Remember, everyone is in the city because it is the time of a major religious holiday: Passover. Passover was a holiday where the people celebrate God helping their ancestors escape Egypt where the Pharaoh, that is the king, was cruel to them. Pontius Pilate, who worked for a different powerful king, knew that sometimes if you hear stories about freedom, you want freedom, too. He’d get worried that the people would try to fight back against Rome. So, to counteract the stories about freedom, he’d show up with his soldiers to remind people that Rome was powerful and could win any fight that was started.
I’ve also read scholars say that people, the same people who cheered for Jesus voluntarily, would be required to show up to welcome Pilate and to sing his praises. Has anybody ever gone to a party they don’t want to be at and had to pretend to be having fun? That could happen to whole cities. If they looked anything less than excited for Pilate to return to the city, they risked making him mad. If he was mad, he might tell his soldiers to do something dangerous. I don't how many people shouted Hosanna at Pilate. Some probably did, because he was powerful enough and might help him. I bet not many people thought Pilate had come in the name of the Lord.
In Matthew, Jesus' entry into Jerusalem shows us something important. It shows us how deeply people connected with his mission of wholeness and liberation. In the middle of a huge religious celebration, enough people heard he was coming, or saw he was coming and were excited about it that they gathered around him. They made a whole parade happen out of nowhere. And, they moved the earth with all their shouts and excitement. Their excitement probably also made some powerful people nervous. They would have seen a crowd gather to celebrate and ask for help from this teacher. They would have seen the crowd treat him like someone who was powerful enough to save them. Powerful people don’t always like it when someone who isn’t them is also seen as powerful. Sometimes powerful people do dangerous things when they think someone will take power from them.
Carolyn Brown once wrote something about this scripture and said that the Palm Sunday Parade shows us how Jesus will use his power differently than Pilate or even Caesar would. While they use their power to scare people and make themselves rich, Jesus won’t worry about being rich. I know we didn’t read about it today, but in the parts of Matthew right after this story, Jesus will use his power to heal sick people. He will teach people, too. But, he won’t hurt anyone. That’s important to remember. Jesus’ power was never used to hurt people, just to ask people to take better care of each other.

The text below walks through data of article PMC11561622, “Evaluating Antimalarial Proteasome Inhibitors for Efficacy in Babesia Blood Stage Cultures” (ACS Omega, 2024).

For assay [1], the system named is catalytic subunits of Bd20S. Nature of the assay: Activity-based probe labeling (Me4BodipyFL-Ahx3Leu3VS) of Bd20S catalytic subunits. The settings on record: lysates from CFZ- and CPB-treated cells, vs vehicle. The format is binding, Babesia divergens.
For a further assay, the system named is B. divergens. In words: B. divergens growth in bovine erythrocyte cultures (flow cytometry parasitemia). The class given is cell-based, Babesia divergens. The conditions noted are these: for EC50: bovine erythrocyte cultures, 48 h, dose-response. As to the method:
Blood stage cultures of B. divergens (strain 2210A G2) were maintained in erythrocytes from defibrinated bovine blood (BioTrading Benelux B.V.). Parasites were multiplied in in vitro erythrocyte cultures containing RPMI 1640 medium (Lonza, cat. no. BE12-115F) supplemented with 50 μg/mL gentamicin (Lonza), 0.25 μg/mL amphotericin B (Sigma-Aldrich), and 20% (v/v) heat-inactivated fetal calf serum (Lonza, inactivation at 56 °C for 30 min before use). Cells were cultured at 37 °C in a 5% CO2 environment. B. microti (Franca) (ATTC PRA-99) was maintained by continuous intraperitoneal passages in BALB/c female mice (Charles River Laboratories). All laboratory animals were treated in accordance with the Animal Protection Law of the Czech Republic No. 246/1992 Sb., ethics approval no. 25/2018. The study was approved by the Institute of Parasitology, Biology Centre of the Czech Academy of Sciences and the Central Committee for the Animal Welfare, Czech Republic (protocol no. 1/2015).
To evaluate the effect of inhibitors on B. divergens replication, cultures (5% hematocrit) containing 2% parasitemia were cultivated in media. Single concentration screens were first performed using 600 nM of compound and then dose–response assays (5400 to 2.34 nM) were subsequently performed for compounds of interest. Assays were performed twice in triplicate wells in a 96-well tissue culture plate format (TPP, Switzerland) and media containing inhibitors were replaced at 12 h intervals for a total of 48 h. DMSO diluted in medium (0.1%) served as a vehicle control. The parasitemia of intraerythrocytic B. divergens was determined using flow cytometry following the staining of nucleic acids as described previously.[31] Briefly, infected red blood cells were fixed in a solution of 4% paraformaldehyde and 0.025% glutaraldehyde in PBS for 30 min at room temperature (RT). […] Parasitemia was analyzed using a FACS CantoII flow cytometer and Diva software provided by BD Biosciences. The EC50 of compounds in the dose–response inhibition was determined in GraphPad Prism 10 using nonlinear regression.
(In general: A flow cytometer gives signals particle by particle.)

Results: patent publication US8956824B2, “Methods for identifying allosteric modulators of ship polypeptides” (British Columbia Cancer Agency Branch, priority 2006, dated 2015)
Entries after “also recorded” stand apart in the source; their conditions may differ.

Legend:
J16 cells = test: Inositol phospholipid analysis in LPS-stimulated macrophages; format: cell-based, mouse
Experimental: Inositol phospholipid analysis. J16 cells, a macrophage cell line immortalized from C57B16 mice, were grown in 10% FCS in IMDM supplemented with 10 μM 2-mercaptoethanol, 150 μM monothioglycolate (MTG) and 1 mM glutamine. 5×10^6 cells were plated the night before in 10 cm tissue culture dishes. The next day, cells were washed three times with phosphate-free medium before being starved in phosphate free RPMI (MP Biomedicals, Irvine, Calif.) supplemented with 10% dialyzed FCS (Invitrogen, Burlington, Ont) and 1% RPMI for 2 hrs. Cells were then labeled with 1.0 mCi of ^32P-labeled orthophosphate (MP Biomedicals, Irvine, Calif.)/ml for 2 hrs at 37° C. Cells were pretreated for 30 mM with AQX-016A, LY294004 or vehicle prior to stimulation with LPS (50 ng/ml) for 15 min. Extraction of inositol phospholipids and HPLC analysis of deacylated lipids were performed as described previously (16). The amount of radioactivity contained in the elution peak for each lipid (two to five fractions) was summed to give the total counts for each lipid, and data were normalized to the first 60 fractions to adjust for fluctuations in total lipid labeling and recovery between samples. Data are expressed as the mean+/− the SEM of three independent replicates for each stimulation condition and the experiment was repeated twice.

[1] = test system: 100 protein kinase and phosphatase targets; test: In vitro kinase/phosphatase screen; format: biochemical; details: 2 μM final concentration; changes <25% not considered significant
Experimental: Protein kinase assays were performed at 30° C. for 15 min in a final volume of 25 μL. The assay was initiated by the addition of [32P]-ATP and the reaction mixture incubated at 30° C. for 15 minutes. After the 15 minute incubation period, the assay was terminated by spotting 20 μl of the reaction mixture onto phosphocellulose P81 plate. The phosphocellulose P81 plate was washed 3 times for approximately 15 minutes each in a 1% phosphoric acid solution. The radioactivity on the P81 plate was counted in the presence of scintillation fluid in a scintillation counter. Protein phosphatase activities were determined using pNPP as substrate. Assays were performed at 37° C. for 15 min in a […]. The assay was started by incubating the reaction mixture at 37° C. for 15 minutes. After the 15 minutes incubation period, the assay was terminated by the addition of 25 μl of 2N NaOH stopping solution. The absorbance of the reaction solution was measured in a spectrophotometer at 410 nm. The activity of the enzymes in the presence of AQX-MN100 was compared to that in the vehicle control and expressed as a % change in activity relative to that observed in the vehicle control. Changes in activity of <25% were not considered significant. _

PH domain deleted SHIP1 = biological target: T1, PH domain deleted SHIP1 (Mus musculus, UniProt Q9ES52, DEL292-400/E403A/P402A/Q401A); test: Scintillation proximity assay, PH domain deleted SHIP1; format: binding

What are some things that we can learn from this story? Yes. Those are all good things. I’d like to add a few things, too. One might be, even when things are hard, take time to run towards the things that are good and celebrate them. That is what the people were doing when they made this parade to welcome Jesus. They saw an opportunity to be near to something Holy and they took it. I also think we can learn that what matters most is our welcome, not that we have fancy things to welcome people. The people who welcomed Jesus only had the simple things they had on hand and branches cut from trees, and their voices. They used what they had to make way for Jesus and to celebrate so loudly that the city shook. I hope that when you feel close to Jesus’ spirit, you will celebrate it, too. In your celebration, I hope that you will feel like Jesus can save you, too.
Resources consulted while writing this sermon:
Stanley Saunders: https://www.workingpreacher.org/preaching.aspx?commentary_id=2404
I Love To Tell The Story podcast: https://www.workingpreacher.org/narrative_podcast.aspx?podcast_id=603
Pulpit Fiction podcast: https://www.pulpitfiction.com/notes/palmsundaya
Carolyn Brown: http://worshipingwithchildren.blogspot.com/2014/02/year-passionpalm-sunday-april-13-2014.html
Pastor Chrissy is a native of East Tennessee. She and her wife moved to Maine from Illinois. She is a graduate of the Divinity School at Wake Forest University and Chicago Theological Seminary.